W.Va. court rejects bid to halt Massey Energy sale
CHARLESTON, W.Va. (AP) — The West Virginia Supreme Court rejected a request Tuesday to temporarily bar Massey Energy Co. shareholders from voting on a proposed $7.1 billion sale to rival coal producer Alpha Natural Resources.
The ruling comes one day before the deal is set to close, pending votes by shareholders of both Virginia-based companies. The deal would make Alpha the third-largest producer of high-priced metallurgical coal in the world and the dominant U.S. producer of the specialty product used by steelmakers.
The California State Teachers' Retirement System and two other institutional investors claim the April 5, 2010 explosion that killed 29 miners at Massey's Upper Big Branch mine and other actions damaged the company's value. They claim the deal harms shareholders while benefitting executives responsible for the explosion.
"This Court does not have jurisdiction to award an injunction in this matter," the court said in the ruling, which deferred to Delaware Chancery Court where a parallel case is pending. "The Delaware Court has the benefit of considerable discovery, has been able to review the briefs and has heard extensive argument."
Massey had no immediate comment, while an Alpha spokesman declined to comment. The company is not party to the West Virginia case. Lawyers for the plaintiffs did not immediately respond to requests for comment.
The court also unsealed documents filed in the appeal, but not in Kanawha County Circuit Court.
Those filings portray the sale as a secret scheme by Massey to control the internal investigation of the explosion to protect company executives. The sale also is designed to allow Massey to escape liability for the shareholder claims in the lawsuit, according to the filings.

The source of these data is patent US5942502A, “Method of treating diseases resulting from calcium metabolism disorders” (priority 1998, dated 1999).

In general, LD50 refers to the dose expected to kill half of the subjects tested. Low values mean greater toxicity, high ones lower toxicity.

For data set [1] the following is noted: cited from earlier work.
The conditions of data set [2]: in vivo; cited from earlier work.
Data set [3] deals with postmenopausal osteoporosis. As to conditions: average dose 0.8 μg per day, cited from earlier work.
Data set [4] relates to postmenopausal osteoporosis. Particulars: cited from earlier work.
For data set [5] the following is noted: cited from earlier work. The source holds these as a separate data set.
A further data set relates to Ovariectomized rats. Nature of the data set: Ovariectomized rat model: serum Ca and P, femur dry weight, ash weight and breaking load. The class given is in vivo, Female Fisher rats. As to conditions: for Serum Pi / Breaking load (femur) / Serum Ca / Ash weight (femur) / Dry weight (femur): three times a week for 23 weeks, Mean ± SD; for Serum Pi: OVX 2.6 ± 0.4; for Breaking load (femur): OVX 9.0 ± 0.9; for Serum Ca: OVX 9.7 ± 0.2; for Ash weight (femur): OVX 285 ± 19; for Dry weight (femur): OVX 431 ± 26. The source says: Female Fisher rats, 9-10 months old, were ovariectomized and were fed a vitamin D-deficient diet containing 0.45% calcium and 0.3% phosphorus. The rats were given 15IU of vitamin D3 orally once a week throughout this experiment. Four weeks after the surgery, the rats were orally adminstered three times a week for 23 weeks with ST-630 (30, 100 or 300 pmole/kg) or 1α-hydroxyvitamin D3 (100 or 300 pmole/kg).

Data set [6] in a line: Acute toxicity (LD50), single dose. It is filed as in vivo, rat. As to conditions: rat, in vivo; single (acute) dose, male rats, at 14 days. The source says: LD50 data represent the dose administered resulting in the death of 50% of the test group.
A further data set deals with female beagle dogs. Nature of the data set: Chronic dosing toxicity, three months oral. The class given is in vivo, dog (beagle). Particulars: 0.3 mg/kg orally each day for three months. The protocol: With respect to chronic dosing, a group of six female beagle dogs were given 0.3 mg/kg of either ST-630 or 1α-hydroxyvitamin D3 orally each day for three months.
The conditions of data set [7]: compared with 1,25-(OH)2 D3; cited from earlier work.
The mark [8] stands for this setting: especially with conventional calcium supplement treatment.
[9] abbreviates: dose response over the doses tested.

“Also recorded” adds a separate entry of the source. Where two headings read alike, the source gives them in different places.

The documents claim Massey Chairman Bobby Inman struck an undisclosed deal with Alpha Chief Executive Kevin Crutchfield to retain Massey Chief Operating Officer Chris Adkins and General Counsel Shane Harvey in high-ranking positions.
Adkins and Harvey are described as key figures in Massey's internal investigation, but the plaintiffs call them "the ones most culpable for the Upper Big Branch explosion."
The plaintiffs also claim the deal also covered Chris Blanchard and Jason Whitehead, the top officials at Massey's Performance Coal, the subsidiary that operates Upper Big Branch.
"Shareholders (and the public) are currently unaware of this fact or the fact that these two operators' hiring was part of a broader secret pact between Inman and Crutchfield through which Alpha would hire the Massey Energy executives most culpable for participating in (or covering up) illegal conduct implicated in the UBB disaster," the plaintiffs wrote.
The disaster was the deadliest at a U.S. coal mine since 1970. An independent investigation commissioned by West Virginia's former governor concluded the blast was preventable and caused by Massey's failure to follow basic safety requirements.
Massey maintains the explosion was caused by an uncontrollable inundation of natural gas that overwhelmed all safety measures.
Reports are expected from federal and state regulators and the United Mine Workers labor union. Separately, a federal grand jury is conducting a criminal probe.